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I wanted to test the hypothesis that people would think torture is more justifiable for convicts/felons, i.e. people who did commit crimes in the past.
I decided to throw a question to my Facebook friends. Just for the fun of it and to see if this would result in anything interesting.
A 34 years old male was apprehended. He is a suspect in a crime were two young kids were killed. He is known to be a drug abuser and has spent jail time for raping a middle aged woman 10 years ago. For some unknown reason, the police officer investigating the case is 100 percent sure that he is the murderer. During the interrogation, he refused to speak. The police officer decided to beat him with a wooden stick on his back. He was left for 48 hours without food. We don't know yet if the suspect confessed or not.
On a scale from 1 to 10, do you think the methods used by the police officer were justifiable.
A 34 years old male was apprehended. He is a suspect in a crime were two young kids were killed. He is known to be a married plumber and it was his first to time to enter a police station. For some unknown reason, the police officer investigating the case is 100 percent sure that he is the murderer. During the interrogation, he refused to speak. The police officer decided to beat him with a wooden stick on his back. He was left for 48 hours without food. We don't know yet if the suspect confessed or not.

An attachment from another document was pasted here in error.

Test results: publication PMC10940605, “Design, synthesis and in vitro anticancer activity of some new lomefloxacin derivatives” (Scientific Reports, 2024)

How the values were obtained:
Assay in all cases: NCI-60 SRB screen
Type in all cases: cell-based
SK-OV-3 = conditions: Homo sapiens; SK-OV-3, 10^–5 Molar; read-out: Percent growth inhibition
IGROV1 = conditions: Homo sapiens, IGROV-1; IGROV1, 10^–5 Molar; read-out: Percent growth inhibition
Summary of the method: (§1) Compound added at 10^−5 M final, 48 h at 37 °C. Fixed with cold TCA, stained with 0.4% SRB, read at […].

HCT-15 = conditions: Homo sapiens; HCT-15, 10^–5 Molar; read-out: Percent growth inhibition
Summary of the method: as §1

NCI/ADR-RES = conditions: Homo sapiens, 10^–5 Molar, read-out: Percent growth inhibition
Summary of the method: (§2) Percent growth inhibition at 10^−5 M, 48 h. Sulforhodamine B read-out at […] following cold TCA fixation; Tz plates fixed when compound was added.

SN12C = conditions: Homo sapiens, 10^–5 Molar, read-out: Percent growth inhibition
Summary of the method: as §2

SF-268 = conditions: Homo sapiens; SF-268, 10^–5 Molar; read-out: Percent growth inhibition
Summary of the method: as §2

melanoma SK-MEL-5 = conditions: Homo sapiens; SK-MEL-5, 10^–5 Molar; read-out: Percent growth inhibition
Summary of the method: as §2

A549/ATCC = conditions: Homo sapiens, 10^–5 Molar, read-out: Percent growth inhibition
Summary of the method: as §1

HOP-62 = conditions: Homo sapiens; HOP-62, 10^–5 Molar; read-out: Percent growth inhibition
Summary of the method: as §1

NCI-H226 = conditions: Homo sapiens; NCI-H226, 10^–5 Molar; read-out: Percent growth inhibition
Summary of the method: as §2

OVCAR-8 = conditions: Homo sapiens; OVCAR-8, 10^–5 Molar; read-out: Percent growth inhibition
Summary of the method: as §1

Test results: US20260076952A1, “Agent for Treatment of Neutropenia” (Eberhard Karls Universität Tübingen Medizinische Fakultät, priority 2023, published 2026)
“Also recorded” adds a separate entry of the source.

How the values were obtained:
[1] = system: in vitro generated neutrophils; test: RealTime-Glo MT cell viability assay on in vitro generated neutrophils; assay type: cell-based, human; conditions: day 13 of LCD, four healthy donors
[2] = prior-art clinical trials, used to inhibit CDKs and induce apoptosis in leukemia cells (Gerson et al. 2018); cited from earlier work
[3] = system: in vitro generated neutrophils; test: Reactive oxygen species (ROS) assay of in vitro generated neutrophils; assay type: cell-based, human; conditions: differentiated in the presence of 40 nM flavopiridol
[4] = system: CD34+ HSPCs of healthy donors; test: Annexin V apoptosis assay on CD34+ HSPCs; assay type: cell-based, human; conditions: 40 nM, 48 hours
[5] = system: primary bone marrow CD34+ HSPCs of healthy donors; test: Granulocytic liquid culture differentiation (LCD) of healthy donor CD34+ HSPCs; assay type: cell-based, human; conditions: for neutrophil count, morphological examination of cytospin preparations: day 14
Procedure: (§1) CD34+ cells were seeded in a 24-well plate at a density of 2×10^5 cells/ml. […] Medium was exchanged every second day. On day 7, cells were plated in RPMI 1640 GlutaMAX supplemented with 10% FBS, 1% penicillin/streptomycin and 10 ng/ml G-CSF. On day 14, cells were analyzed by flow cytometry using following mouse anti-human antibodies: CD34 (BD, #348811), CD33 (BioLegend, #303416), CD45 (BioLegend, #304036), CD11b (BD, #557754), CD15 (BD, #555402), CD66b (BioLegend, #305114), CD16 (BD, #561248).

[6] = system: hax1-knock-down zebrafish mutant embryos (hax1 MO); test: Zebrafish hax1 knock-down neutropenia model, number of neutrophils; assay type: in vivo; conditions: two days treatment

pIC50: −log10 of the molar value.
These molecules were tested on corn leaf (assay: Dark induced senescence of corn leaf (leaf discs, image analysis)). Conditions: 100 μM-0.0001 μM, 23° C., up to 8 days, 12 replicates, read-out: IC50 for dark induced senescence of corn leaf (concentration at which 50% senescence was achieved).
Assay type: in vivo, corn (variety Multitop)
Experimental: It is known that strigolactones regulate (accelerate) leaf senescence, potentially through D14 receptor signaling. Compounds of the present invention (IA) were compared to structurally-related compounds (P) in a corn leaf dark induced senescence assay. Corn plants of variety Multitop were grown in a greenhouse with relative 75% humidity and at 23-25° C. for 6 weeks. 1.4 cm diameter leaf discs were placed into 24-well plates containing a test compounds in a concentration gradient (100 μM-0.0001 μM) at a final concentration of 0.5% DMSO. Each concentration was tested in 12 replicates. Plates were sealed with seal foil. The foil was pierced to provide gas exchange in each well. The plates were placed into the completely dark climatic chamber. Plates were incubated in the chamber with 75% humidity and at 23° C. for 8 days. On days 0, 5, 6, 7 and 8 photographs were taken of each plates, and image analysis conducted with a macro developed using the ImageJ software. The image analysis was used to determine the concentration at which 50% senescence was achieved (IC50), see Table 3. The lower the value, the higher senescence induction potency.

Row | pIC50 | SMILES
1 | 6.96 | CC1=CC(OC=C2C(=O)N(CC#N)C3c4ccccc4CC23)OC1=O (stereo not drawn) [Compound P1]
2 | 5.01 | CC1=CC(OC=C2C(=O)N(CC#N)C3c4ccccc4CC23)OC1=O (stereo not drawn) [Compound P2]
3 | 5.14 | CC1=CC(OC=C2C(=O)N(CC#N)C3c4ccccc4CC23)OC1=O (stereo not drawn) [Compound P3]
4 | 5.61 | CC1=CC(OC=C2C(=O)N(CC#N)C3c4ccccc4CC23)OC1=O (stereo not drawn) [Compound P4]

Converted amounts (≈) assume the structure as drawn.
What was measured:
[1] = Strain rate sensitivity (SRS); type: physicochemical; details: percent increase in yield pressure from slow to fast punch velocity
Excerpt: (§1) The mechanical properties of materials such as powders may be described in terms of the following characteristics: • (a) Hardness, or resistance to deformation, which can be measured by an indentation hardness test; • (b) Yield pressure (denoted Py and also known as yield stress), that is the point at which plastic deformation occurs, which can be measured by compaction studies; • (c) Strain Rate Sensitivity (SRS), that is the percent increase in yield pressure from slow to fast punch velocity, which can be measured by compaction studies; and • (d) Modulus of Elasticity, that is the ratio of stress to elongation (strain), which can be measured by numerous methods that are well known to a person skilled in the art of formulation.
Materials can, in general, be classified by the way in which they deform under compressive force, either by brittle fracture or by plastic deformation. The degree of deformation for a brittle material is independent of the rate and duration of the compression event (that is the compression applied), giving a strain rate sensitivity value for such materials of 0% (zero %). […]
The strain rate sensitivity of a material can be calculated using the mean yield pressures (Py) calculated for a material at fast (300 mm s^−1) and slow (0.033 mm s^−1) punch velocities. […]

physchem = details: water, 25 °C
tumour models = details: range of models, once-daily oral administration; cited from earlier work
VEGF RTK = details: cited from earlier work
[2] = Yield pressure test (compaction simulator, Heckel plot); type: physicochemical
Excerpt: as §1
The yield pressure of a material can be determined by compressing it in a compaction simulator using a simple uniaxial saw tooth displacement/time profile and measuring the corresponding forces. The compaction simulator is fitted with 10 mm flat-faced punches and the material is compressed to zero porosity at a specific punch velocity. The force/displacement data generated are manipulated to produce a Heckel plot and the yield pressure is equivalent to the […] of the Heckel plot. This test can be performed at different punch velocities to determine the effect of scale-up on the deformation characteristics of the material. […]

On a scale from 1 to 10, do you think the method used by the police officer was justifiable.
32 responded to scenario A and 36 responded to scenario B. 31.6% of both groups found some torture justifiable. Mean value for scenario A was higher (2.13) than scenario B (1.72). That is more people did justify some form of torture for the guy who spent time in jail and is known to be a drug abuser than the married plumber. However, the difference between the two groups was not statistically significant.
So I can't accept the hypothesis I put to test. However, the fact that 31.6% of my friends think that some form of torture is justifiable took me by surprise.
It is important to mention though that the framing of the question, probably motivated the answerer to denounce torture. Also, the question ignored people who might be undecided.
Despite the fact that 36% of my Facebook friends are physicians and some of them consider themselves aware of human rights issues. (I don't know who chose what) The value of 31.6% is worse than what a large worldwide survey conducted by the BBC and the PIPA was published in 2006. Which showed that 29 percent of a large sample from different parts of the world think governments should be allowed to use some degree of torture in order to combat terrorism.
It is however unfair to say that my friends are more complicit (if I can use this term), as my question was different in its form from the ones presented in that survey.
I want to mention that I avoided the ticking time bomb scenario because I think it irrelevant in a country like Egypt. Where more wide spread and self perpetuating torture is practiced. With reasons varying from punishment, humiliation, rule of law problems and --rarely-- interrogations.
The ticking bomb scenario claims that torture might be necessary to save lives of hundreds while interrogating a terror suspect. It is necessary, they say, to break his will and to save the lives of others.